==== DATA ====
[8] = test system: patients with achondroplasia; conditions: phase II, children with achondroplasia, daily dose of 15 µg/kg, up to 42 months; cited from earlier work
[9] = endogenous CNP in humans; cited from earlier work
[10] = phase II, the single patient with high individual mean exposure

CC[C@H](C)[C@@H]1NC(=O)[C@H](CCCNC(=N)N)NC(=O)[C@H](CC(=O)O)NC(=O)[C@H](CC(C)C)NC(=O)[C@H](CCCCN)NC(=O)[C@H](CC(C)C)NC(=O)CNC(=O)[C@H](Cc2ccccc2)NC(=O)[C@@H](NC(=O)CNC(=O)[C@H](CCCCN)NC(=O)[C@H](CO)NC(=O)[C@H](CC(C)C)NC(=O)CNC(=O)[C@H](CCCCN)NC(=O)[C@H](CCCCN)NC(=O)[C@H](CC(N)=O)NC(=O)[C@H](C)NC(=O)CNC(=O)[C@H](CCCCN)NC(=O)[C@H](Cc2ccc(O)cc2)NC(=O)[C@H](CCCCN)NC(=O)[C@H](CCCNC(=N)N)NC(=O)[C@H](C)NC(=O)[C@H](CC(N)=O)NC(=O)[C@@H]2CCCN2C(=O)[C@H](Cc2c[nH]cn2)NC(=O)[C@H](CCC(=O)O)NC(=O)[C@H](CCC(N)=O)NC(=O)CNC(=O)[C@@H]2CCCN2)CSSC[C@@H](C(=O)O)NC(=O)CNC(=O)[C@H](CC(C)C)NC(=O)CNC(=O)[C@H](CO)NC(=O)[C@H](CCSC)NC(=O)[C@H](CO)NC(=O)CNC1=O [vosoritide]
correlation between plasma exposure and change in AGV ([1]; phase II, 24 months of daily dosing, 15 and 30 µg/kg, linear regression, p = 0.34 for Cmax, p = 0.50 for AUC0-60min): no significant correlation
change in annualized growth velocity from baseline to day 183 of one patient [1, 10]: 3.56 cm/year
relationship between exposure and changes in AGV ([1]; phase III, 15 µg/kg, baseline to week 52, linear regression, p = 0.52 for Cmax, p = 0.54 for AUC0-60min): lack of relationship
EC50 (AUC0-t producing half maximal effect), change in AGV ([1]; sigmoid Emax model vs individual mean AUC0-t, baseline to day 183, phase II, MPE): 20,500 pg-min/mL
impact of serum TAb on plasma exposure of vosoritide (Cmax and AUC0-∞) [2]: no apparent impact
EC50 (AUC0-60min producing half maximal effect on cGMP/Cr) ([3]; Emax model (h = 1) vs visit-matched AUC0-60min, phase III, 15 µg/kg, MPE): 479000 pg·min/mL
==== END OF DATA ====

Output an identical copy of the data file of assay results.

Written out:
[8] = test system: patients with achondroplasia; conditions: phase II, children with achondroplasia, daily dose of 15 µg/kg, up to 42 months; cited from earlier work
[9] = endogenous CNP in humans; cited from earlier work
[10] = phase II, the single patient with high individual mean exposure

CC[C@H](C)[C@@H]1NC(=O)[C@H](CCCNC(=N)N)NC(=O)[C@H](CC(=O)O)NC(=O)[C@H](CC(C)C)NC(=O)[C@H](CCCCN)NC(=O)[C@H](CC(C)C)NC(=O)CNC(=O)[C@H](Cc2ccccc2)NC(=O)[C@@H](NC(=O)CNC(=O)[C@H](CCCCN)NC(=O)[C@H](CO)NC(=O)[C@H](CC(C)C)NC(=O)CNC(=O)[C@H](CCCCN)NC(=O)[C@H](CCCCN)NC(=O)[C@H](CC(N)=O)NC(=O)[C@H](C)NC(=O)CNC(=O)[C@H](CCCCN)NC(=O)[C@H](Cc2ccc(O)cc2)NC(=O)[C@H](CCCCN)NC(=O)[C@H](CCCNC(=N)N)NC(=O)[C@H](C)NC(=O)[C@H](CC(N)=O)NC(=O)[C@@H]2CCCN2C(=O)[C@H](Cc2c[nH]cn2)NC(=O)[C@H](CCC(=O)O)NC(=O)[C@H](CCC(N)=O)NC(=O)CNC(=O)[C@@H]2CCCN2)CSSC[C@@H](C(=O)O)NC(=O)CNC(=O)[C@H](CC(C)C)NC(=O)CNC(=O)[C@H](CO)NC(=O)[C@H](CCSC)NC(=O)[C@H](CO)NC(=O)CNC1=O [vosoritide]
correlation between plasma exposure and change in AGV ([1]; phase II, 24 months of daily dosing, 15 and 30 µg/kg, linear regression, p = 0.34 for Cmax, p = 0.50 for AUC0-60min): no significant correlation
change in annualized growth velocity from baseline to day 183 of one patient [1, 10]: 3.56 cm/year
relationship between exposure and changes in AGV ([1]; phase III, 15 µg/kg, baseline to week 52, linear regression, p = 0.52 for Cmax, p = 0.54 for AUC0-60min): lack of relationship
EC50 (AUC0-t producing half maximal effect), change in AGV ([1]; sigmoid Emax model vs individual mean AUC0-t, baseline to day 183, phase II, MPE): 20,500 pg-min/mL
impact of serum TAb on plasma exposure of vosoritide (Cmax and AUC0-∞) [2]: no apparent impact
EC50 (AUC0-60min producing half maximal effect on cGMP/Cr) ([3]; Emax model (h = 1) vs visit-matched AUC0-60min, phase III, 15 µg/kg, MPE): 479000 pg·min/mL